By Brian Kalchik @RantsportsBrian on June 11, 2014
With a new coaching staff and some key personnel additions, the Detroit Lions are a big unknown heading into the 2014 NFL season. How well will the players adjust to new schemes on both sides of the ball? Which players will step up or fall? It's still too early to know these answers, but its never too early to speculate. Here are five early predictions for the Lions' 2014 season.
In Joe Lombardi's previous offensive scheme in New Orleans, the Saints used a backfield-by-committee approach where the lead back only had 147 carries. I expect that same approach this season, but I think Joique Bell will handle the rock more than Bush. That doesn't mean that Bush will be replaced, however. Bush's versatility as a receiver will limit his carries on the ground, and Bell will be featured more in late-game situations.
In the ever-confusing secondary for the Lions, there are still more questions than answers. While Darius Slay is expected to start and finish the season, no other corner on the roster can be relied on to do the same. With Rashean Mathis, Chris Houston and Bill Bentley all having their various issues, rookie fourth-rounder Nevin Lawson will become a starter at mid-season. Lawson will provide some much-needed speed to a unit that really lacks it.
Even on a defense that features Ndamukong Suh, Nick Fairley and Ezekiel Ansah, LB DeAndre Levy will replace all of them as Detroit's best defender in 2014. In 2013, Levy finished second in the NFL in interceptions with six behind Richard Sherman, had 117 tackles and deflected 15 passes. Levy is starting to become a great two-way linebacker. Not only will he be a Pro Bowler this year, but he will overtake Suh on the NFL Top 100 list in 2015.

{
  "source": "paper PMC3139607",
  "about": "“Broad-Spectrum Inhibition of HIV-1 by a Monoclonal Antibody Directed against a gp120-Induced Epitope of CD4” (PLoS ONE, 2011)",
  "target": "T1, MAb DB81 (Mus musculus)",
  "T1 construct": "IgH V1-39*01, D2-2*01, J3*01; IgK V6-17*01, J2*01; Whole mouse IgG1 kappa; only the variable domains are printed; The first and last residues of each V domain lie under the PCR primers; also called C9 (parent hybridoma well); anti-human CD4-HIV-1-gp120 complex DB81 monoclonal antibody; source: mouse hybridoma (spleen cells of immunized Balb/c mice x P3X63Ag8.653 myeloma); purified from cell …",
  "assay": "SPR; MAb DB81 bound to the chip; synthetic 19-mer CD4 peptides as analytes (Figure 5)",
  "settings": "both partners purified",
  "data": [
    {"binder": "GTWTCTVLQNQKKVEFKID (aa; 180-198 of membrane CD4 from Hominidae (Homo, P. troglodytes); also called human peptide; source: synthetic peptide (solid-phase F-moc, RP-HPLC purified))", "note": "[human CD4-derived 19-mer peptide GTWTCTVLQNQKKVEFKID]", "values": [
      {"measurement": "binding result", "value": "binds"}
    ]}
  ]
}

With Eric Ebron guaranteed to be the No. 1 tight end this season, the battle to be his backup will come down to Brandon Pettigrew and Joseph Fauria. When both played last season, Fauria outperformed Pettigrew, catching seven touchdowns to Pettigrew's two. Pettigrew's receiving ability has regressed in each of the past two seasons, and the Lions won't use a player who is only good at one thing.
Off the field, Nick Fairley has done everything this year to stay in Detroit. After being declined his fifth-year option, Fairley has slimmed down from 312 pounds to 297 this offseason and has said all the right things in a contract year. However, the on-field performance is another story. Fairley had discipline issues last year with many personal foul calls. Besides, paying big money to two defensive tackles isn't smart.
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